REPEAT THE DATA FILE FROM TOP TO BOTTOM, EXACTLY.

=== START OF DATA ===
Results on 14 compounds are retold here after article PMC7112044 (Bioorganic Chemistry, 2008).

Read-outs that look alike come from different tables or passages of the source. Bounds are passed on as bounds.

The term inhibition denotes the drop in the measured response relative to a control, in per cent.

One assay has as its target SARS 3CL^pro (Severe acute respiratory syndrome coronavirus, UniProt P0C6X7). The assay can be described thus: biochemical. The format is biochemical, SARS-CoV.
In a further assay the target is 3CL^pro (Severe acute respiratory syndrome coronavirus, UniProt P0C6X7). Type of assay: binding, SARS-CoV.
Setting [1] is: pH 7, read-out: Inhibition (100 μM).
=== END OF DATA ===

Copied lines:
Results on 14 compounds are retold here after article PMC7112044 (Bioorganic Chemistry, 2008).

Read-outs that look alike come from different tables or passages of the source. Bounds are passed on as bounds.

The term inhibition denotes the drop in the measured response relative to a control, in per cent.

One assay has as its target SARS 3CL^pro (Severe acute respiratory syndrome coronavirus, UniProt P0C6X7). The assay can be described thus: biochemical. The format is biochemical, SARS-CoV.
In a further assay the target is 3CL^pro (Severe acute respiratory syndrome coronavirus, UniProt P0C6X7). Type of assay: binding, SARS-CoV.
Setting [1] is: pH 7, read-out: Inhibition (100 μM).